In June of 1993, Kurt Cobain extolled the virtues of The Raincoats’ first album, a scratchy little record that gave him moments of peace at a time when he was feeling unhappy. Indeed, The Raincoats’ self-titled debut is an odd sort of feel-good record full of shuffling guitars and off-kilter vocals joined by violin. The all-girl dose of post-punk quirk was akin to a blend of The Slits and Public Image Ltd. with a sound that would be echoed in groups like The Vaselines and eventually Nirvana. The band’s oddness, as much as their emotional honesty and immediacy, were a big part of their charm and the album’s appeal. Who would follow a cover of The Kinks’ “Lola” with guitarist/frontwoman Ana da Silva’s alley cat mewl on the dirge-like “The Void”?
The lyrical content as well as the frank, minimalist sound was what likely prompted Cobain to comment that listening to The Raincoats’ first album was more like sharing the same space with them, being there with the band and listening in on them like some kid secretly looking downstairs with his face pressed between balusters. That said, when compared to their self-titled debut, The Raincoats’ second album, Odyshape, is something different. It’s a challenging recording to be admired (like its predecessor) for its unbridled emotion but also to be admired for its songs that topple over themselves. The songs on Odyshape continue in the same minimalist vein, but they are more chaotic and strewn about.
It’s for this reason that Odyshape is such a difficult album to describe. The closest thing I can come to is this: rather than a clandestine peer downstairs to catch a conversation, Odyshape is more like listening to disjointed voices that come and go in a hallway or on a city street below; you’re still listening in, but the voices are jumbled and even more off-kilter than before. For instance, on “Go Away,” the bass and drums and guitar and vocals and siren squeals of violin move at once independently and yet in some anarchic order like the frantic motion of an octopus’ tentacles.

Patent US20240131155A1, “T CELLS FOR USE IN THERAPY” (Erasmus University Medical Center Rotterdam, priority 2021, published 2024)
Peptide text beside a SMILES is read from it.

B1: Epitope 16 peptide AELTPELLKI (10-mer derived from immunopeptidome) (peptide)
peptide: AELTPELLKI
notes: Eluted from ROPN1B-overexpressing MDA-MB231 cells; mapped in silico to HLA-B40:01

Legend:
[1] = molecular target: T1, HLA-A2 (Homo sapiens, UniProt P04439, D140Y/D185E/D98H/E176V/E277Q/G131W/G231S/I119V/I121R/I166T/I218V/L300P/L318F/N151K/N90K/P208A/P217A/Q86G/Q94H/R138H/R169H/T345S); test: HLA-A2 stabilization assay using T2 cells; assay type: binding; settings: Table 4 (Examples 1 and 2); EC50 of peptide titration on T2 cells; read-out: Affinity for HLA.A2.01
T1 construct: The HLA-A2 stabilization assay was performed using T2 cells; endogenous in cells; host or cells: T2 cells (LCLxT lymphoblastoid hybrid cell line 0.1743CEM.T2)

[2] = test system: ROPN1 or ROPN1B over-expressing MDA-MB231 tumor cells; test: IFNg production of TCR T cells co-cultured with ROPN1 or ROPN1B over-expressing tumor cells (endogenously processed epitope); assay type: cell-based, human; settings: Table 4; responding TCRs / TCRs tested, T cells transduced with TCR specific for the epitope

Any superlatives of avant-gardism bestowed upon the band’s debut are more aptly applied to Odyshape. Take for instance the dazed, dizzy hints of dub on “Dancing in My Head” or the wails heard on “Red Shoes,” the latter like “The Void” in a state of sheer chaos. It’s like taking the first album and putting it through a Velvet Underground filter that’s equal parts “European Son,” “The Black Angel’s Death Song” and “The Murder Mystery.”
It almost seems as if Odyshape was recorded by another band. Well, maybe not entirely, but there is some basis for that idea. After their first album, The Raincoats did lose former Slits drummer Palmolive and acquired new drummer Ingrid Weiss, which may have something to do with the shift in the band’s sound. By their final album, Moving, they’d settle into something more palatable and noir-ish. And yet to suggest Odyshape is some sort of transitional album would be to slight it for its more intriguing qualities.
On Odyshape, the cat in the alleyway is still singing its tunes at the night sky and the guitars do shuffle and Vicky Aspinall’s violin still cuts through the songs, but as a whole the album is more defined by songwriting and song structures that are paradoxically defined and yet vaguely shaped. It almost feels like sounds are left to chance, the post-punk equivalent to a Jean Arp chance collage. Like a chance collage, though, the compositions are still rich and rewarding, even if you’re just peering in on it.